With continued uncertainty over the future of audit exemption limits, many firms are looking into other ways of providing proportionate assurance to clients that do not require, or request, an audit. This blog provides a summary of what's involved for firms looking to add 'review engagements' to the list of services they currently offer to their clients.
What are review engagements?
A review of financial statements involves an independent accountant forming a conclusion as to whether anything has come to their attention that causes them to believe a company's financial statements do not give a true and fair view.
The work required to be able to issue this limited assurance conclusion is less than for an audit. By focussing review work on areas considered to be material, or where material misstatement may arise, a practitioner may be able to offer the level of assurance that a client desires at much less of a cost than for an audit. A review engagement therefore offers a realistic assurance alternative to clients that require assurance over their financial statements, without the red tape associated with an audit.
The new Mercia Assurance Specialist Assignment Manual includes a flexible, fully comprehensive approach for practitioners looking to provide review engagements for their clients. A complete set of work programmes is included, along with accounts disclosure checklists.
What requirements need to be adhered to?
The principal requirements for a review engagement derive from International Standard on Review Engagements 2400 (Revised), Engagements to Review Historical Financial Statements. This standard, issued by the International Auditing and Assurance Standards Board provides the framework for undertaking review engagements.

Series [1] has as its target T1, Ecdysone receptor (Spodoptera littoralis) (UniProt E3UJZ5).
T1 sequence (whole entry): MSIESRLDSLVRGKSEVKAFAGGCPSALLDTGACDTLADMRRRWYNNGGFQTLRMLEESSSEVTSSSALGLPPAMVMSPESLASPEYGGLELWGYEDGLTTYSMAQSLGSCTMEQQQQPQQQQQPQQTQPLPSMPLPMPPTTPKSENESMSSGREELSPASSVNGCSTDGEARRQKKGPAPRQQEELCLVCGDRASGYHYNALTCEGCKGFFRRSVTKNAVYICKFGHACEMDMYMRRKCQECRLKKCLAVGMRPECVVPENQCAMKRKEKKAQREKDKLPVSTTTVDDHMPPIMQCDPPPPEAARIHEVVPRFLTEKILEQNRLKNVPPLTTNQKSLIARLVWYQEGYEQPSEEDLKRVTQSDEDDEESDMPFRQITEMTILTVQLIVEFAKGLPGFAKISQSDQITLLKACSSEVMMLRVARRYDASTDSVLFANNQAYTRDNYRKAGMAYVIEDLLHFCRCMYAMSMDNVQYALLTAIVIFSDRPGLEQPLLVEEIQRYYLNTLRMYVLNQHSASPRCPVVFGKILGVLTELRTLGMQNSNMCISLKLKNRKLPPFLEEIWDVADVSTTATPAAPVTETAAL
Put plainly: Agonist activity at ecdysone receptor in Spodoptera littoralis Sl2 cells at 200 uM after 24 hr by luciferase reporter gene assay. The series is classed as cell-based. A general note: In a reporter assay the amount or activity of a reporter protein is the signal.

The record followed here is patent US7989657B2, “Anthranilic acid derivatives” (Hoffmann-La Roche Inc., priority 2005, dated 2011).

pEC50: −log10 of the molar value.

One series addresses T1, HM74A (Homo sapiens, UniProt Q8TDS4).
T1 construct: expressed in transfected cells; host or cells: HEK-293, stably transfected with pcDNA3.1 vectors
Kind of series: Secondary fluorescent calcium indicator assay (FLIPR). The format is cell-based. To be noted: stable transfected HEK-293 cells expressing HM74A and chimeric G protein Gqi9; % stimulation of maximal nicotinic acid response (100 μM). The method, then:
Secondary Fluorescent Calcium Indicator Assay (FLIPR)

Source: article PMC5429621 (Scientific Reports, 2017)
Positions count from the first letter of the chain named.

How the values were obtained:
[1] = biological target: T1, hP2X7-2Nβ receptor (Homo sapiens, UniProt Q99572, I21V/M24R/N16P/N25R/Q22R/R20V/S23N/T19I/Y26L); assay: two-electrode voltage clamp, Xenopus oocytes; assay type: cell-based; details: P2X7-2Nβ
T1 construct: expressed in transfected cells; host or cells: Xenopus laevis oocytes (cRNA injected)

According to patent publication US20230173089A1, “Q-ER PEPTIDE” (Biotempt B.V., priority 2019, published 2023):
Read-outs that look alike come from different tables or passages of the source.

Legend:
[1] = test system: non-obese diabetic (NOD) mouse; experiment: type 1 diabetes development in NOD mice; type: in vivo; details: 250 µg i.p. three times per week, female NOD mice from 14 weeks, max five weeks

Where applicable, ISRE 2400 (Revised) is also supported by ICAEW Technical Release TECH 09/13AAF Assurance Review Engagements on Historical Financial Statements. This Technical Release, published in 2013, supersedes Technical Release AAF 03/06 which covered the ICAEW's previous 'Assurance Service'.
Whilst an accountant does not have to be a registered auditor to undertake a review engagement, the skill set involved in providing assurance to clients and requirements for independence and quality control, are similar. The guidance and procedures notes in the new Mercia manual provide background information on these requirements for those who are less familiar with them.
What work is involved?
A review engagement encompasses five main stages:
Review procedures consist of enquiry and analytical procedures which must be designed and performed sufficient to obtain appropriate evidence regarding all material items and disclosures in the financial statements, focusing on areas where material misstatements are likely to arise. There are also a number of areas where ISRE 2400 (Revised) requires specific enquiries, including:
- Significant accounting estimates
- Related parties and related party transactions
- Significant, unusual or complex transactions or matters
- Fraud and non-compliance with laws and regulations
- Going concern.
Additional procedures are then required where material misstatement is suspected, sufficient to draw the necessary conclusion on the financial statements.
The work performed on a review engagement, and hence the conclusion drawn, provides less assurance than an audit. However, with focus on client understanding and arguably greater flexibility and proportionality available in the application of relevant requirements, a review engagement has the potential to provide a bespoke assurance service to clients whilst ensuring that added-value aspects of an audit are retained.
If you are interested in offering review engagements to your clients you can find out more about what's involved in our webinar and about the new Mercia Assurance Specialist Assignment Manual here.